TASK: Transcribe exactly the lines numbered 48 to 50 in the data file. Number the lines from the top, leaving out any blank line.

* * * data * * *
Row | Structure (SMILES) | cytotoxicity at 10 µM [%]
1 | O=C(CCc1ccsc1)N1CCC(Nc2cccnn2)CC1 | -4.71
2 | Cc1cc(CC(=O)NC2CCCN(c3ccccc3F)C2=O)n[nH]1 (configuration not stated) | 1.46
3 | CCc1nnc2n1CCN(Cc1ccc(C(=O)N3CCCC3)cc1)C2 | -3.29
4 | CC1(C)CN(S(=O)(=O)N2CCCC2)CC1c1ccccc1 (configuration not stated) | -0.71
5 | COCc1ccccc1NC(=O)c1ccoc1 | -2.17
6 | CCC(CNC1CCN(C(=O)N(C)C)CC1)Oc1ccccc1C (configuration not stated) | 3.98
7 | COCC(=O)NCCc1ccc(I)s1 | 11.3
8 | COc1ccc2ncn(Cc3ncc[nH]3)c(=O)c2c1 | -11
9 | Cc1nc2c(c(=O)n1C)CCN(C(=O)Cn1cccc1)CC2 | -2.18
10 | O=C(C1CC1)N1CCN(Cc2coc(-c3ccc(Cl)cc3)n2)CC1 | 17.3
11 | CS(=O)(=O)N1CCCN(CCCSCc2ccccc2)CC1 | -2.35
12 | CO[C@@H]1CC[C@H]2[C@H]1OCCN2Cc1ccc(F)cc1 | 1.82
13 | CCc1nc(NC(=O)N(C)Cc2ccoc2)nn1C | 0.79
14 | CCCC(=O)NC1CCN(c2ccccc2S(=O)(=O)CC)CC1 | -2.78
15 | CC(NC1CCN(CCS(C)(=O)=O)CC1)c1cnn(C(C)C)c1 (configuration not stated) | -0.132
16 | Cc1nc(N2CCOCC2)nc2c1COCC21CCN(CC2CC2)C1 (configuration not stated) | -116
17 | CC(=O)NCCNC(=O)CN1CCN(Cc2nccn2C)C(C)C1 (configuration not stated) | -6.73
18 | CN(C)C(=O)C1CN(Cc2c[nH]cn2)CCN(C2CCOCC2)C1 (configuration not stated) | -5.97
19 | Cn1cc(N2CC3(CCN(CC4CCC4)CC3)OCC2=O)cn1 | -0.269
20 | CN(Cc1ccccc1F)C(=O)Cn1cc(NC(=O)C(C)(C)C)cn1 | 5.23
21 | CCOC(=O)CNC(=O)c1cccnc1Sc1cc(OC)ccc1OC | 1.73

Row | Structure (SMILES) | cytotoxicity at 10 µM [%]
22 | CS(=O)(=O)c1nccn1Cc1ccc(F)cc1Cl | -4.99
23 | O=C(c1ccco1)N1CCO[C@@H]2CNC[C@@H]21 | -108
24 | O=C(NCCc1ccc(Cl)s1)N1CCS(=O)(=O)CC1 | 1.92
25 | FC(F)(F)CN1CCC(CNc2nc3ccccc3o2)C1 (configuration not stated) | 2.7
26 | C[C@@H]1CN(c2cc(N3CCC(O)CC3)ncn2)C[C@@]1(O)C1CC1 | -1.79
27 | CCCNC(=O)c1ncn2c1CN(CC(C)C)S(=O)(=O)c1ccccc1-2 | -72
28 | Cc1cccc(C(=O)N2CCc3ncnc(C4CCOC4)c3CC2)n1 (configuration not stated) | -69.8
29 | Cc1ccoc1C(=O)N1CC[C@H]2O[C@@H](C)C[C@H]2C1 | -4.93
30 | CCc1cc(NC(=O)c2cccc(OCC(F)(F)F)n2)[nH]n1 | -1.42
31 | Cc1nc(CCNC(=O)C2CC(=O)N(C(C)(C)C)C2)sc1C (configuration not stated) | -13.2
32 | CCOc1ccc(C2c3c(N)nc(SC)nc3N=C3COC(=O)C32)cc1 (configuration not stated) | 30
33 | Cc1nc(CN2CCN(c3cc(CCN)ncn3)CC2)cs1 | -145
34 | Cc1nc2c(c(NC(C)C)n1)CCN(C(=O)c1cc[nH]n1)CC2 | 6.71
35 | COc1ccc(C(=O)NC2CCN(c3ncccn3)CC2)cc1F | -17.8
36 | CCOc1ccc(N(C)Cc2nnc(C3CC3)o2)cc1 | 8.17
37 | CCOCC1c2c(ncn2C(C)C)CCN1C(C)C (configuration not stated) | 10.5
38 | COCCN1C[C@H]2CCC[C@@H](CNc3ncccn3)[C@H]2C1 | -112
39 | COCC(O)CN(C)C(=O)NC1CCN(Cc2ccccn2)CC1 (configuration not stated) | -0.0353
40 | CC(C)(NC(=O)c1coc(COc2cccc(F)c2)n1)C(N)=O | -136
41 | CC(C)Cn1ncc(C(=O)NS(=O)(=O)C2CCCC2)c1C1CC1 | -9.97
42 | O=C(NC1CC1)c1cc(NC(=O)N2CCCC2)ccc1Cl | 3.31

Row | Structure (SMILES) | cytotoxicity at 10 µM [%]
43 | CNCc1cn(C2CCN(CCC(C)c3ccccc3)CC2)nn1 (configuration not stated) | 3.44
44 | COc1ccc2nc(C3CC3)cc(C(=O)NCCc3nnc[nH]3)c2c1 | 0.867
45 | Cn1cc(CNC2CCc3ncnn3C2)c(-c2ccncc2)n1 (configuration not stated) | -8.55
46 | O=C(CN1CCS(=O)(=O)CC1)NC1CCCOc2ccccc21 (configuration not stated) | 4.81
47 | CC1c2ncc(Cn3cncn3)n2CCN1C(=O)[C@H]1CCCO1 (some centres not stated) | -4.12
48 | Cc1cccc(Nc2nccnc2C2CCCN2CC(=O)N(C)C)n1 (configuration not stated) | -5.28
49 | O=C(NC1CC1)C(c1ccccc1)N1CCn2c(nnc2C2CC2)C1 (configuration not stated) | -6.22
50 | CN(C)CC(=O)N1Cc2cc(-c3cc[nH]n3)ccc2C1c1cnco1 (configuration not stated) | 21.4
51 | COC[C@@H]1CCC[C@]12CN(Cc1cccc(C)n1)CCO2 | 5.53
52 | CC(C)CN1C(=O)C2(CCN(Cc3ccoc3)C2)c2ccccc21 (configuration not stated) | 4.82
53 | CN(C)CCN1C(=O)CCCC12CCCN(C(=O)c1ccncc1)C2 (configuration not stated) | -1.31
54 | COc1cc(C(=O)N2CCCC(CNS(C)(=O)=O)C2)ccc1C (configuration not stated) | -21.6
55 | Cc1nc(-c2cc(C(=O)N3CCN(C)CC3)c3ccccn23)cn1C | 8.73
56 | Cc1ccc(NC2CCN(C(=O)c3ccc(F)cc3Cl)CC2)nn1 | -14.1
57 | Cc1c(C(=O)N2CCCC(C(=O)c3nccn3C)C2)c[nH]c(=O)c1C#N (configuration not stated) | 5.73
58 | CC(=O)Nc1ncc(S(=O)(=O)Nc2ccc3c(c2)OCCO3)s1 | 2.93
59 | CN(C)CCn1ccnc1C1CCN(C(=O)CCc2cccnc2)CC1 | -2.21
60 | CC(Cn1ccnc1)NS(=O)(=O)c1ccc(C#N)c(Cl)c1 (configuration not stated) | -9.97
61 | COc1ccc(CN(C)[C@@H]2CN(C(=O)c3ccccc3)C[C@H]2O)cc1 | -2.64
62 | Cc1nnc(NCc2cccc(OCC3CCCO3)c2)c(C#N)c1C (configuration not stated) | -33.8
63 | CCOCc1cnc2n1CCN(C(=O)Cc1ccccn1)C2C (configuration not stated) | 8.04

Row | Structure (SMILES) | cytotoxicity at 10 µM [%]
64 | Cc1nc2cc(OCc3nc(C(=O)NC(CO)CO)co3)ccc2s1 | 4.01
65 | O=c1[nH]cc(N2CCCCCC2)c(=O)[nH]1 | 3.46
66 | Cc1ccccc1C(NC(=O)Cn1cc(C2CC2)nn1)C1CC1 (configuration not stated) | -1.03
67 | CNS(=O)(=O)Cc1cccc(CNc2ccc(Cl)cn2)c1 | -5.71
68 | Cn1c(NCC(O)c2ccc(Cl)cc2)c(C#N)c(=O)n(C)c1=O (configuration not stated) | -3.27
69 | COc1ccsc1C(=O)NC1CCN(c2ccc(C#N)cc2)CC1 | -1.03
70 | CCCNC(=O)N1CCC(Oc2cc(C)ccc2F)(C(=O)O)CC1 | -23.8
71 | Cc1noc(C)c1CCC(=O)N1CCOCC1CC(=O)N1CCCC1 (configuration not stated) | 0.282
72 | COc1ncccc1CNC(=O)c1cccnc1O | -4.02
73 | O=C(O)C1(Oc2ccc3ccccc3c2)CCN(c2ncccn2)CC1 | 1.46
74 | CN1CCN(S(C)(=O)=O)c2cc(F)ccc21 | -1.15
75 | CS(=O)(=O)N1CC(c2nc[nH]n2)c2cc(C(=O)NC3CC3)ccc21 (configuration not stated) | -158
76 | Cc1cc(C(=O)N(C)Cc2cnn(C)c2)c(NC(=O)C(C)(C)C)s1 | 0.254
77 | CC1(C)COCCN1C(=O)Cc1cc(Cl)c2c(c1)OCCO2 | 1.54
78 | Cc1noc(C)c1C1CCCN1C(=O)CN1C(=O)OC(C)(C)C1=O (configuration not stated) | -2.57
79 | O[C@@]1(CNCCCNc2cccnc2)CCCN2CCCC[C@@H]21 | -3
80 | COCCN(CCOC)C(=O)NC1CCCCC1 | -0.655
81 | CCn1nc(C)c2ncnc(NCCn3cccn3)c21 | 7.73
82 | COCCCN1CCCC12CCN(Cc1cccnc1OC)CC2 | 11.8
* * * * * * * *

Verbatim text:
45 | Cn1cc(CNC2CCc3ncnn3C2)c(-c2ccncc2)n1 (configuration not stated) | -8.55
46 | O=C(CN1CCS(=O)(=O)CC1)NC1CCCOc2ccccc21 (configuration not stated) | 4.81
47 | CC1c2ncc(Cn3cncn3)n2CCN1C(=O)[C@H]1CCCO1 (some centres not stated) | -4.12